Interactions[edit]

  • DNA: RORα binds to the P-box of the RORE.[16]
  • Co-activators:
    • SRC-1, CBP, p300, TRIP-l, TRIP-230, transcription intermediary protein-1 (TIF-1), peroxisome proliferator-binding protein (PBP), and GRIP-1 physically interact with RORα.[14]
      • LXXLL motif: ROR interacts with SRC-1, GRIP-l, CBP, and p300 via the LXXLL (L=Leucine, X=any amino acid) motifs on these proteins.[14]
  • Ubiquitination: RORα is targeted for the proteasome by ubiquitination. A co-repressor, Hairless, stabilizes RORα by protecting it from this process, which also represses RORα.[21]
  • Sumoylation: UBE21/UBC9: Ubiquitin-conjugating enzyme I interacts with RORs, but its effect is not yet known.[16]
  • Phosphorylation:
  • ATXN1: ATXN1 and RORα form part of a protein complex in Purkinje cells.[16]
  • FOXP3: FOXP3 directly represses the transcriptional activity of RORs.[16]
  • NME1: ROR has been shown to specifically interact with NME1.[23]
  • NM23-2: NM23-2 is a nucleoside diphosphate kinase involved in organogenesis and differentiation.[6]
  • NM23-1: NM23-1 is the product of a tumor metastasis suppressor candidate gene.[6]

As a drug target[edit]

Because RORα and REV-ERBα are nuclear receptors that share the same target genes and are involved in processes that regulate metabolism, development, immunity, and circadian rhythm, they show potential as drug targets. Synthetic ligands have a variety of potential therapeutic uses, and can be used to treat diseases such as diabetes, atherosclerosis, autoimmunity, and cancer. T0901317 and SR1001, two synthetic ligands, have been found to be RORα and RORγ inverse agonists that suppress reporter activity and have been shown to delay onset and clinical severity of multiple sclerosis and other Th17 cell-mediated autoimmune diseases. SR1078 has been discovered as a RORα and RORγ agonist that increases the expression of G6PC and FGF21, yielding the therapeutic potential to treat obesity and diabetes as well as cancer of the breast, ovaries, and prostate. SR3335 has also been discovered as a RORα inverse agonist.[13]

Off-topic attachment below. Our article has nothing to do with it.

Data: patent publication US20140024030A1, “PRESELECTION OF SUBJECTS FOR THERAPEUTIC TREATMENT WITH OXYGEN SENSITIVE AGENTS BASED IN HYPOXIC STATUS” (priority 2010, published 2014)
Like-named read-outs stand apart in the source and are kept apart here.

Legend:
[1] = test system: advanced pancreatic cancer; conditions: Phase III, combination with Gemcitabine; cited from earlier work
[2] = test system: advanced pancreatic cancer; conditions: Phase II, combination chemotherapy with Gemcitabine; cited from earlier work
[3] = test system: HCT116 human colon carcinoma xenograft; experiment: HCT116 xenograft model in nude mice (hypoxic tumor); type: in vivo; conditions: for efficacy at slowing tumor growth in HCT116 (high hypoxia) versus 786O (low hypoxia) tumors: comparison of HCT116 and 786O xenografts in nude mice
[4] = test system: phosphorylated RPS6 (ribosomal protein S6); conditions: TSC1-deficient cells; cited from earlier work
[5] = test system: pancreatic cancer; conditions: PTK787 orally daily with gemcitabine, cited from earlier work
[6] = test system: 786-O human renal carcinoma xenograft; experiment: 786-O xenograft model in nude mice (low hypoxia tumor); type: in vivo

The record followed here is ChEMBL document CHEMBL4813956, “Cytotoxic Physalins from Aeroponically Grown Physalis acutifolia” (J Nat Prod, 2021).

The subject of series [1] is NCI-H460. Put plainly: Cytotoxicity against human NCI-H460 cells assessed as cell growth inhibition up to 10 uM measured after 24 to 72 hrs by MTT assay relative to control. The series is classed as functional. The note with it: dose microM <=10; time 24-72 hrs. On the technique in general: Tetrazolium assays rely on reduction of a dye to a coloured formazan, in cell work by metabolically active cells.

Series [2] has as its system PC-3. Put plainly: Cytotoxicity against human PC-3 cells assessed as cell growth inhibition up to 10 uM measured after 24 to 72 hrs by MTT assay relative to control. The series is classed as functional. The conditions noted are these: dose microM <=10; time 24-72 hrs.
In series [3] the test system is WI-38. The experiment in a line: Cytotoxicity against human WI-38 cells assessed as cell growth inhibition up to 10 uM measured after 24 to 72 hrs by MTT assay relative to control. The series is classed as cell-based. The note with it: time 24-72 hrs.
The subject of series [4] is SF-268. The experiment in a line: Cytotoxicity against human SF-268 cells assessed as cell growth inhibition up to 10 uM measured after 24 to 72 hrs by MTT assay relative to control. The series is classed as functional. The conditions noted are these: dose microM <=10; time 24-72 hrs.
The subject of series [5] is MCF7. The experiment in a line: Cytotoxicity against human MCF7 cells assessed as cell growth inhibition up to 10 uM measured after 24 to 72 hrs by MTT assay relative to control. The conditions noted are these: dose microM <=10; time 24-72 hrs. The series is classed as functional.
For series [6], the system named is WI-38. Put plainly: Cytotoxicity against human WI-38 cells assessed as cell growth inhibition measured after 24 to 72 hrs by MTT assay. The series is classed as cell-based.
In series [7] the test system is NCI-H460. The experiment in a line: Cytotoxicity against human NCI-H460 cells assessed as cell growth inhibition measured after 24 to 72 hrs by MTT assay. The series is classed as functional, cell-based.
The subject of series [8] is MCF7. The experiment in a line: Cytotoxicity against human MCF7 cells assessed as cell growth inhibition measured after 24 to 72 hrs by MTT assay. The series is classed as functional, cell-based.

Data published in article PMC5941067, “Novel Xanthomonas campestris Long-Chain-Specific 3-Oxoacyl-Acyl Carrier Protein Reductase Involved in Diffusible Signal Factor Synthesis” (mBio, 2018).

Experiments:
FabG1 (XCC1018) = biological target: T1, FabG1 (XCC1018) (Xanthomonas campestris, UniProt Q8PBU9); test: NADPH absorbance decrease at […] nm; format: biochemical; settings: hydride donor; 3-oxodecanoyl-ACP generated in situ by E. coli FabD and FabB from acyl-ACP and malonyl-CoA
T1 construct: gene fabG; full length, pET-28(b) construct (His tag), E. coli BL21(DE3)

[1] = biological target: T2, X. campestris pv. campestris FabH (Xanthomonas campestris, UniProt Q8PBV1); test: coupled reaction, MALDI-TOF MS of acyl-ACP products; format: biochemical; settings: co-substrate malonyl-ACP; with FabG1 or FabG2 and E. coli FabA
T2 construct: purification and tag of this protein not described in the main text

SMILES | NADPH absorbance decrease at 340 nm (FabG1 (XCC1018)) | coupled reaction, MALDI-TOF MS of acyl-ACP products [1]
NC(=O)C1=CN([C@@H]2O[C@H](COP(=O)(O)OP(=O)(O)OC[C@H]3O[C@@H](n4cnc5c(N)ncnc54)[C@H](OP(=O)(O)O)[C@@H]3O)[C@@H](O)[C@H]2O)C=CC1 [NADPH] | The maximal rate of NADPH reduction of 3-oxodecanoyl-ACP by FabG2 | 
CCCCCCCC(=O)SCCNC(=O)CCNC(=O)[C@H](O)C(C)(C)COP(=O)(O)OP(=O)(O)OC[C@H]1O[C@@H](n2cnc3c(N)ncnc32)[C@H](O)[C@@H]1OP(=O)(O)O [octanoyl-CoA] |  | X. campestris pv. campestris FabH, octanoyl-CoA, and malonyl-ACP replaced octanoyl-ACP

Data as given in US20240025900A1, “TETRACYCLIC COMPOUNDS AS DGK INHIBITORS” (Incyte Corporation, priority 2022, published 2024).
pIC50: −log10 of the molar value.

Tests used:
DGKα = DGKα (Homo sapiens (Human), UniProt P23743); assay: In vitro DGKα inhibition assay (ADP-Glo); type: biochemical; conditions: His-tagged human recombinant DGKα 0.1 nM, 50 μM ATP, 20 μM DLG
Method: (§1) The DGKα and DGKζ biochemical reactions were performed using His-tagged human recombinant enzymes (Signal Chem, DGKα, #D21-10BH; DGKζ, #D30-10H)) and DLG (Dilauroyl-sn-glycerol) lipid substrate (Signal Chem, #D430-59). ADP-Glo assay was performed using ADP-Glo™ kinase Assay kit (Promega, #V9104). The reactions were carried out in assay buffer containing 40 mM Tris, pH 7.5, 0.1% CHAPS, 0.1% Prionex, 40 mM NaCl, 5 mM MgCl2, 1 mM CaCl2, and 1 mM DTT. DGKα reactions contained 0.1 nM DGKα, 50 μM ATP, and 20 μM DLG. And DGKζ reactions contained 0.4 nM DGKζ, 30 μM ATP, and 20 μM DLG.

See also[edit]

References[edit]

  1. ^ a b c GRCh38: Ensembl release 89: ENSG00000069667 - Ensembl, May 2017
  2. ^ a b c GRCm38: Ensembl release 89: ENSMUSG00000032238 - Ensembl, May 2017
  3. ^ "Human PubMed Reference:". 
  4. ^ "Mouse PubMed Reference:". 
  5. ^ a b c d e Giguère V, Tini M, Flock G, Ong E, Evans RM, Otulakowski G (March 1994). "Isoform-specific amino-terminal domains dictate DNA-binding properties of ROR alpha, a novel family of orphan hormone nuclear receptors". Genes & Development. 8 (5): 538–53. doi:10.1101/gad.8.5.538. PMID 7926749. 
  6. ^ a b c "Entrez Gene: RORA RAR-related orphan receptor A". 
  7. ^ Sidman RL, Lane PW, Dickie MM (August 1962). "Staggerer, a new mutation in the mouse affecting the cerebellum". Science. 137 (3530): 610–2. doi:10.1126/science.137.3530.610. PMID 13912552.